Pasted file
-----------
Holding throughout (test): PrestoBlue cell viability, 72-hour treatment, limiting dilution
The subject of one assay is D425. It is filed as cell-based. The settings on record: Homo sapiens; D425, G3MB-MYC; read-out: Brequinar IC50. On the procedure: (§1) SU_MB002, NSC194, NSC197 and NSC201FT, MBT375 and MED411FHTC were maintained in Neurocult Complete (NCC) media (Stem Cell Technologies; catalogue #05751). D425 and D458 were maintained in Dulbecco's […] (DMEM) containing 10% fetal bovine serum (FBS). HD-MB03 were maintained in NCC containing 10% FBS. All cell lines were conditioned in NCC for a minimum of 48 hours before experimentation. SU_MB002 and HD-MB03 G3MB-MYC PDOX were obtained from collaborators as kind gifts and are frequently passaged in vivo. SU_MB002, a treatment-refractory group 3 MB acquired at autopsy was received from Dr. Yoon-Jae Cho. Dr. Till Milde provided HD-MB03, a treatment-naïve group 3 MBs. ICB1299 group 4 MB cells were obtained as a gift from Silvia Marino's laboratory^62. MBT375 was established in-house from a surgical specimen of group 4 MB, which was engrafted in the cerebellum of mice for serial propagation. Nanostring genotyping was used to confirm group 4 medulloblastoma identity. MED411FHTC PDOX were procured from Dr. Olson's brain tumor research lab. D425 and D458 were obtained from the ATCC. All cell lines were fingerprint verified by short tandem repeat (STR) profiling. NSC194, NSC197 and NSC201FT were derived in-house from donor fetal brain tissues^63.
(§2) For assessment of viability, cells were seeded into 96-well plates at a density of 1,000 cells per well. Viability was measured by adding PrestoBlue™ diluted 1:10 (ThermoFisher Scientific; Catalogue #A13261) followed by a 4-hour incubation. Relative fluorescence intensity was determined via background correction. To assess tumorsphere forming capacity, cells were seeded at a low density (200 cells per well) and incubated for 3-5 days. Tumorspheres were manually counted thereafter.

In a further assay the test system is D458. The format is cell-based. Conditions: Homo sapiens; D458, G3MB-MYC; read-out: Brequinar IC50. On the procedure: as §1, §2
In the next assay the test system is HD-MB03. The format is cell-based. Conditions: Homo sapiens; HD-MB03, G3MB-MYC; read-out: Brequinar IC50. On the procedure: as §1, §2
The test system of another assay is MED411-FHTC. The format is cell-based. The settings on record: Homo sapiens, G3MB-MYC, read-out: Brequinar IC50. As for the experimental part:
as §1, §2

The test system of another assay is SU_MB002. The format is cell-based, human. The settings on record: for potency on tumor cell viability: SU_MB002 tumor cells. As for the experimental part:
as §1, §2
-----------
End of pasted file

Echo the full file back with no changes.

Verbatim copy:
Holding throughout (test): PrestoBlue cell viability, 72-hour treatment, limiting dilution
The subject of one assay is D425. It is filed as cell-based. The settings on record: Homo sapiens; D425, G3MB-MYC; read-out: Brequinar IC50. On the procedure: (§1) SU_MB002, NSC194, NSC197 and NSC201FT, MBT375 and MED411FHTC were maintained in Neurocult Complete (NCC) media (Stem Cell Technologies; catalogue #05751). D425 and D458 were maintained in Dulbecco's […] (DMEM) containing 10% fetal bovine serum (FBS). HD-MB03 were maintained in NCC containing 10% FBS. All cell lines were conditioned in NCC for a minimum of 48 hours before experimentation. SU_MB002 and HD-MB03 G3MB-MYC PDOX were obtained from collaborators as kind gifts and are frequently passaged in vivo. SU_MB002, a treatment-refractory group 3 MB acquired at autopsy was received from Dr. Yoon-Jae Cho. Dr. Till Milde provided HD-MB03, a treatment-naïve group 3 MBs. ICB1299 group 4 MB cells were obtained as a gift from Silvia Marino's laboratory^62. MBT375 was established in-house from a surgical specimen of group 4 MB, which was engrafted in the cerebellum of mice for serial propagation. Nanostring genotyping was used to confirm group 4 medulloblastoma identity. MED411FHTC PDOX were procured from Dr. Olson's brain tumor research lab. D425 and D458 were obtained from the ATCC. All cell lines were fingerprint verified by short tandem repeat (STR) profiling. NSC194, NSC197 and NSC201FT were derived in-house from donor fetal brain tissues^63.
(§2) For assessment of viability, cells were seeded into 96-well plates at a density of 1,000 cells per well. Viability was measured by adding PrestoBlue™ diluted 1:10 (ThermoFisher Scientific; Catalogue #A13261) followed by a 4-hour incubation. Relative fluorescence intensity was determined via background correction. To assess tumorsphere forming capacity, cells were seeded at a low density (200 cells per well) and incubated for 3-5 days. Tumorspheres were manually counted thereafter.

In a further assay the test system is D458. The format is cell-based. Conditions: Homo sapiens; D458, G3MB-MYC; read-out: Brequinar IC50. On the procedure: as §1, §2
In the next assay the test system is HD-MB03. The format is cell-based. Conditions: Homo sapiens; HD-MB03, G3MB-MYC; read-out: Brequinar IC50. On the procedure: as §1, §2
The test system of another assay is MED411-FHTC. The format is cell-based. The settings on record: Homo sapiens, G3MB-MYC, read-out: Brequinar IC50. As for the experimental part:
as §1, §2

The test system of another assay is SU_MB002. The format is cell-based, human. The settings on record: for potency on tumor cell viability: SU_MB002 tumor cells. As for the experimental part:
as §1, §2